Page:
Check out Tang’s eye-tracking research with transit hub design studio ARCH4002, Spring 2018.

Mixed Reality for medical data

The AR & VR project for medical model. Animated heart. magic school bus project at the University of Cincinnati.

 

Funded by the 2017 AHSS and Integrated Research Advancement Grant at UC. Magic School bus for Computational Cell” project constructed a mixed reality visualization at the College of DAAP and College of Medicine by integrating virtual reality (VR) and augmented reality (AR) for molecular and cellular physiology research. The project employed state-of-the-art VR and AR software and hardware, which allows for creative approaches using holographic imaging and computer simulation. This project expanded our cutting-edge research in space modeling & architecture visualization to the new computational cell field, including the creation of 3D models of the intestine tubes, and envisioning cell changes through agent-based simulation.

PI: Ming Tang. Associate Professor. School of Architecture & Interior Design, College of DAAP.

Co-PI:Tongli Zhang. PhD. Assistant Professor. Department of Molecular and Cellular Physiology. College of Medicine.

Data Managment: Tiffany Grant. PhD. Research Informationist. Health Sciences Library. College of Medicine.

the web3D model is here.

Robotic drawing

Robotic controlled drawing. some experiments at DAAP, UC. Check more info at Robotic Lab. 

 

 

Thesis: Layered Space

This is the thesis book of my graduate student Adam Sambuco: 

Layered Space

Toward an Architecture of Superimposition

by Adam J. Sambuco
University of Cincinnati, 2018

Degree. Master of Architecture

Thesis Chair. Ming Tang

Historically, the physical nature of architecture has caused it to remain functionally static despite evolving theories, materials, and technologies. The design of spaces and the actions of occupants are fundamentally limited by the laws of physics. This thesis and associated project explore and present ways in which architectural spaces can incorporate extended reality to enhance the design and use of buildings in ways that were not previously possible. Due to their part physical, part-virtual nature, superimposed spaces can change over time, on demand, or contextually, based on their inhabitants. Extended reality can assist with wayfinding, socialization, organization, personalization, contextualization, and more. This thesis asserts that it is essential for architects to familiarize themselves with this technology, exploring new methods of design and presentation for such radically different end products.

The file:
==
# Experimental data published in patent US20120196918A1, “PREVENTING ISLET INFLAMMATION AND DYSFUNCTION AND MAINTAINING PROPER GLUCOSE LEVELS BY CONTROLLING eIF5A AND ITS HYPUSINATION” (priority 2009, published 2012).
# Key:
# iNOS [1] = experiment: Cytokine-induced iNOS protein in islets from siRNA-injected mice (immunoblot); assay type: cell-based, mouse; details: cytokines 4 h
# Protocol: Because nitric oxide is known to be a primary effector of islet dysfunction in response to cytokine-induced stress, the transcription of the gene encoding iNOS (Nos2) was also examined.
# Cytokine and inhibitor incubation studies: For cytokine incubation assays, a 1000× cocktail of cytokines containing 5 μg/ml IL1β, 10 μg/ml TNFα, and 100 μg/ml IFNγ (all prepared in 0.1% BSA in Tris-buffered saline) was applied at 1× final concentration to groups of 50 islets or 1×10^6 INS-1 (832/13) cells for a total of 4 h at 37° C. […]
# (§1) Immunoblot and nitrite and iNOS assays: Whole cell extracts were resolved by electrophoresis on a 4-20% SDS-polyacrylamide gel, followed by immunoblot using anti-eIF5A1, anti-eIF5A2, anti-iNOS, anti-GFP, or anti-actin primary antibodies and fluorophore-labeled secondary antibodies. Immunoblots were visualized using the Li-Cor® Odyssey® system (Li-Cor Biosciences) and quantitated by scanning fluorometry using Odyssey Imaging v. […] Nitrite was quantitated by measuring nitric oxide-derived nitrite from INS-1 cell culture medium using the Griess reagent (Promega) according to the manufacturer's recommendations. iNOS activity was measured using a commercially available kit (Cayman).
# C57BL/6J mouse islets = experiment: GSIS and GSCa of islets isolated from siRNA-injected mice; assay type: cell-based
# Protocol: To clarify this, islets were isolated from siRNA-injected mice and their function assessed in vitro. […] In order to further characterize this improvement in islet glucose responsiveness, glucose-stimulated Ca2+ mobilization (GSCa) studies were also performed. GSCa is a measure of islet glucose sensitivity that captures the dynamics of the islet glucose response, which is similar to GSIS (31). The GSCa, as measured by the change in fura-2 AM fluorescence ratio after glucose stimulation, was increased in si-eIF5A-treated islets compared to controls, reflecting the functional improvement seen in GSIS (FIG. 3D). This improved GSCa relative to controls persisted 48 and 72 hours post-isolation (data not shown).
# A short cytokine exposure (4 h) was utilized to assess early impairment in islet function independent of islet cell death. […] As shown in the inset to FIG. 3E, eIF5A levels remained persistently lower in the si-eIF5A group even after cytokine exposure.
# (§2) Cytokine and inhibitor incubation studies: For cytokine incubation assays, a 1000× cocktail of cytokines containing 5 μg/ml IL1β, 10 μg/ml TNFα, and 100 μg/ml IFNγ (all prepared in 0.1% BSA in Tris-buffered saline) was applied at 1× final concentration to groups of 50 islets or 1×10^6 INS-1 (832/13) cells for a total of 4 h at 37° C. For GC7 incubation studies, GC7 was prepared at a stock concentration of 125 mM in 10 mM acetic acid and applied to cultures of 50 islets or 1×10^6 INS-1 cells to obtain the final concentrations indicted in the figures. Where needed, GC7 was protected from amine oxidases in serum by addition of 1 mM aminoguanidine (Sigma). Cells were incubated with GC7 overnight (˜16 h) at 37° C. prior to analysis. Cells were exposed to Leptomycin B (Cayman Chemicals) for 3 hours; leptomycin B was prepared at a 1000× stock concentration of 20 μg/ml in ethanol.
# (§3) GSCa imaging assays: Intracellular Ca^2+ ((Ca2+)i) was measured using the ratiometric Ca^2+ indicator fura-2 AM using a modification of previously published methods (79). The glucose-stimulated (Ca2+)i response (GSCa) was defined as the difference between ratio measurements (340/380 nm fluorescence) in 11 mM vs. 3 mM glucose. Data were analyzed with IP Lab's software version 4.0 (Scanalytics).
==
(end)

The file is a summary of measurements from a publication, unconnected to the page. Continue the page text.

It is with this in mind that this document establishes the basic functionality, terminology, and history of extended reality before moving on to more modern capabilities. After a glimpse into the near future of XR and a look at its relationship to architecture, the philosophical basis for treating the virtual as real is explored. Having establishing its history, functionality, and reality, the idea of spatial superimposition is then explored through the lenses of visitor, designer, and presenter. My previous work is then covered, touching on how XR technology will become normalized in society and investigating an approach to XR renovations that brings virtual mansions to the masses. Finally, my thesis project, an XR-enabled media the que in downtown Dallas, is introduced and my processes of creation, experimentation, and presentation are detailed so that others might learn from and build off them. Despite its large scope and cutting-edge subject matter, this work scrutinizes only a small portion of the changes that extended reality will undoubtedly bring to architecture and greater society.

View the full thesis book. 168 pages. 14MB